LAS VEGAS, Nev. - A jury found a former Las Vegas Strip performer guilty of second-degree murder on Thursday for killing and dismembering his dancer ex-girlfriend in a closely watched case that offered a lurid glimpse behind the curtains of the city's stage community.
Jason Omar Griffith sat motionless as the verdict was read in court. His defence attorney, Jeff Banks, reached to him and placed his arm around Griffith's shoulders.
Griffith could face 10 years to life in prison, or a definite 10 to 25 years. He could have faced up to life in prison if he had been convicted of first-degree murder. Griffiths will be sentenced July 23.
The jury of seven men and five women deliberated for about 14 hours over two days after hearing nine days of testimony about the strangulation death of Deborah Flores Narvaez during a Dec. 12, 2010, argument at Griffith's home.
Her disappearance drew intense attention for almost a month before Griffith's housemate, Louis Colombo, led police to her dismembered remains in tubs of concrete in a vacant downtown house.
The trial was a tale of sex, lies, betrayal and violence between two passionate and ambitious Las Vegas Strip dancers.
Griffith spent four days testifying that Flores' death was self-defence. He said he grabbed her from behind with his arms around her neck when he thought she was reaching for a purse that may have contained a gun. No weapon was found. He said he panicked afterward and asked Colombo to help dispose of the body.
Prosecutors derided Griffith's self-defence claim as a fabrication.
Griffith, 35, is originally from Brooklyn, New York. He went by the name "Blu" as a performer in the Cirque du Soleil show "Love," based on Beatles music at The Mirage resort.
He testified that he juggled girlfriends and sexual acquaintances before and after he met Flores at a football halftime show in November 2009.
Flores, who went by Debbie, moved to Las Vegas from Maryland. She worked her way from go-go club work to a stage role in the racy "Fantasy" revue at the Luxor.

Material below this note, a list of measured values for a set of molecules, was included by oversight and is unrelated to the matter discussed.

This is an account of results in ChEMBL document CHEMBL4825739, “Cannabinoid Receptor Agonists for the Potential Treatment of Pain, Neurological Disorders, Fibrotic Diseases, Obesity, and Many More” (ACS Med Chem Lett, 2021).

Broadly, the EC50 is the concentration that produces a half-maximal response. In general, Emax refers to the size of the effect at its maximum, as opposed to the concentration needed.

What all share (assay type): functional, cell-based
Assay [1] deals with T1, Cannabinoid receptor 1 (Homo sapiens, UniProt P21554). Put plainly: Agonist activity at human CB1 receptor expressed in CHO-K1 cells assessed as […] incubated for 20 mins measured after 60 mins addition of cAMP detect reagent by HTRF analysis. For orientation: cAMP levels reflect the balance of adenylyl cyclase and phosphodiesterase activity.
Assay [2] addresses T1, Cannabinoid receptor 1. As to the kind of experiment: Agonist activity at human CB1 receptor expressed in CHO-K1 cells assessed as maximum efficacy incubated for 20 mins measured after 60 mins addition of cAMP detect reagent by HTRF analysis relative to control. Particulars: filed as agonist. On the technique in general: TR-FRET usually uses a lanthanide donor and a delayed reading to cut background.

Evidence showed that by the time they became intimate in early 2010, Flores thought their relationship was monogamous. But Griffith was meeting several women for casual sex and pursuing Agnes Roux, a performer in the Cirque show "Zumanity" at the New York-New York hotel.
Griffith testified that his relationship with Flores had movie-style "Fatal Attraction" characteristics. He said she stalked, threatened, harassed and assaulted him when he tried to limit their time together, and that no one took him seriously despite more than a dozen calls to police for help.
Prosecutors said Griffith fanned Flores' anger by deceiving her about his sexual relationships, pulling away after accompanying her to an abortion clinic in May, then resuming their intimacy about the time of her 31st birthday in early July. The two continued an off-and-on relationship until her death.
Flores had a temper, and several of Griffith's friends and co-workers testified that she became violent when she was angry — drawing stares and sometimes security officers during outbursts in public places.
Roux, who also witnessed Flores' tantrums, testified that she broke up with Griffith after learning that he was sleeping with other Cirque dancers. She said she told Griffith in early December 2010 they couldn't be together if he was still seeing Flores.
On the witness stand, Griffith testified the fatal argument developed after Flores told him she was pregnant for the second time in about six months and wanted another abortion. He said it escalated after Flores demanded he quit seeing Roux and devote his full attention to her and her condition.
Flores' arm hit his face, Griffith said, as she reached past him toward her purse. Griffith said he grabbed Flores from behind and fell backward to the floor. Her head was wedged in the crooks of his elbows, and she was saying she would kill him, Griffith said.
He said he held tightly until she stopped struggling.
DiGiacomo, the prosecutor, said Griffith did nothing to resuscitate Flores and coldly plotted to dispose of her body out of fear that an arrest would mean the loss of his dancing career, his lifestyle and his relationship with Roux.
Colombo testified he helped entomb and move the remains. He received immunity from prosecution before leading police to the tubs of concrete on Jan. 8, 2011.
Griffith was the one who sawed Flores' legs from her torso, Colombo said. Griffith said it was Colombo.
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